US emergency department testing finds a lot of people with new – and returning – HIV infections

Testing programmes highlight the continuing problem of people dropping out of care
Image: Chompoo Suriyo/

Two poster presentations at last month’s Conference on Retroviruses and Opportunistic Infections (CROI 2020) from southern California show that the routine testing of people who present to hospital emergency departments is continuing to find significant numbers of previously undiagnosed people with HIV.

However, it is uncovering an even greater number of people who have already been diagnosed but have been lost to care – and the majority of those are lost again after being tested in the emergency department (ED).

Only 60% of those who were newly diagnosed at a large hospital in Los Angeles were linked to care, and less than half of the ‘re-diagnosed’ patients were re-linked to care. Furthermore only half of those who were re-linked to care were still attending six to nine months later.


erectile dysfunction (ED)

A man's inability to have or maintain an erection, also known as ED or impotence.

retention in care

A patient’s regular and ongoing engagement with medical care at a health care facility. 

acute infection

The very first few weeks of infection, until the body has created antibodies against the infection. During acute HIV infection, HIV is highly infectious because the virus is multiplying at a very rapid rate. The symptoms of acute HIV infection can include fever, rash, chills, headache, fatigue, nausea, diarrhoea, sore throat, night sweats, appetite loss, mouth ulcers, swollen lymph nodes, muscle and joint aches – all of them symptoms of an acute inflammation (immune reaction).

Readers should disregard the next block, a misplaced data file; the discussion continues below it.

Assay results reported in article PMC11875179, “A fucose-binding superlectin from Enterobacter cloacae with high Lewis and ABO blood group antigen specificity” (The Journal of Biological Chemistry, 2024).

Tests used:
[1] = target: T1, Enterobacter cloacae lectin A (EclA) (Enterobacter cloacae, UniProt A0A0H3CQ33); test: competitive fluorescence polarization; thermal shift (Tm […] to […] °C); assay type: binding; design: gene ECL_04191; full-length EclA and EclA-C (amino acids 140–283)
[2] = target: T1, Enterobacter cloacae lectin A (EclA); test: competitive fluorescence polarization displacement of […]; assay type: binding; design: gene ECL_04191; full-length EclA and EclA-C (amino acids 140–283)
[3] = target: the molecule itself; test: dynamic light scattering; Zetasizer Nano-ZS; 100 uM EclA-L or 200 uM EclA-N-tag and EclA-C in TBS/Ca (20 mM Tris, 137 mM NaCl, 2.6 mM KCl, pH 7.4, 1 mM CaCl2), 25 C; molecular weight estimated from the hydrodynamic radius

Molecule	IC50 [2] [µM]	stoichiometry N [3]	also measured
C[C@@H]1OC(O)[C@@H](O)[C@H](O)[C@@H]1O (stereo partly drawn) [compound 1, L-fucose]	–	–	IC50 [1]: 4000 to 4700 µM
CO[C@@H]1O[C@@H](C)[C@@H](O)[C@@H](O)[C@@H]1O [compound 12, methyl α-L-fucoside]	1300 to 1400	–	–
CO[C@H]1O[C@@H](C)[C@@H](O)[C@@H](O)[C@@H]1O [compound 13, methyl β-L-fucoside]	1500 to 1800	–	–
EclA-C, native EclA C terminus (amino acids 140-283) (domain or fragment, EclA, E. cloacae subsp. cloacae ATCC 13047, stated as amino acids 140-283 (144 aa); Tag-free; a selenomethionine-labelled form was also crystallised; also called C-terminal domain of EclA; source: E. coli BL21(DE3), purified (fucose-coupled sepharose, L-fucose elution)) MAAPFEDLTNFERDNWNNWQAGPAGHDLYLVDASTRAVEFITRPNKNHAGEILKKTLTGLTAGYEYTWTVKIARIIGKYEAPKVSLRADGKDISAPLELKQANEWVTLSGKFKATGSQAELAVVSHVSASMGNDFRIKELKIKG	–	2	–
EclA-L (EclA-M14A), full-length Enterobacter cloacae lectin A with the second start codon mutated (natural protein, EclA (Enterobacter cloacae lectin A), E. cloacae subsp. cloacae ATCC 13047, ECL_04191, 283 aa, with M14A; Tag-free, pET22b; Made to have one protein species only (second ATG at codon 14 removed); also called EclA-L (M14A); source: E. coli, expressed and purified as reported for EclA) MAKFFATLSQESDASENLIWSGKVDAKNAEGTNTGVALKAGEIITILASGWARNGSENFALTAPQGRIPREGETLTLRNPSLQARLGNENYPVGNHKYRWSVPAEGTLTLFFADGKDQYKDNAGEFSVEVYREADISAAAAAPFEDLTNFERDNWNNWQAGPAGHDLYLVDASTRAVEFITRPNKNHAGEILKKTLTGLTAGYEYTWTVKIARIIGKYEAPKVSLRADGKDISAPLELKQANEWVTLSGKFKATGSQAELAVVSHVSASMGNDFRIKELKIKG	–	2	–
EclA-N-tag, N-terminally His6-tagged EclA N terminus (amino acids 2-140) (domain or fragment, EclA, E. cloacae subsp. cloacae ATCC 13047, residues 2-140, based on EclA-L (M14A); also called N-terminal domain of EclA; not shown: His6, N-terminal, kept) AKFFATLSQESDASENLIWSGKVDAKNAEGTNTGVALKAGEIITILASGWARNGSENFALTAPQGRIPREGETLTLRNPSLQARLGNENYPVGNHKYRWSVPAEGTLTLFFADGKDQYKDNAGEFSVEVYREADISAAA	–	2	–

linkage to care

Refers to an individual’s entry into specialist HIV care after being diagnosed with HIV. 


A healthcare professional’s recommendation that a person sees another medical specialist or service.

At another hospital in San Diego, slightly more than half of the re-diagnosed were initially linked to care but, again, not many more than half of those were still in care six months later. Methamphetamine users were significantly more likely to drop out of care.

Los Angeles

In the first study, the Emergency Department of the Los Angeles County + University of Southern California Medical Center instituted a routine offer of HIV testing to all ED attendees who needed any lab test. This is the largest ED in the western US; it sees 170,000 patients a year and 50% of Los Angeles County’s people with HIV are within its catchment area.

Between 2011 and January 2020, 119,902 tests had been performed. Of those tested, 62% were men, 61% defined as Hispanic, 16% were black, 10% white, 40% were over 50 and 20% were 30 or under.  

There were 2612 positive results – 2.2%, or one in 46 tests. However 1988 of these were in people already known to have HIV who were ‘re-diagnosed’ (76%). The other 624 (0.52% or one in 192 tests) represented new diagnoses. Of these, 62 had acute HIV infection.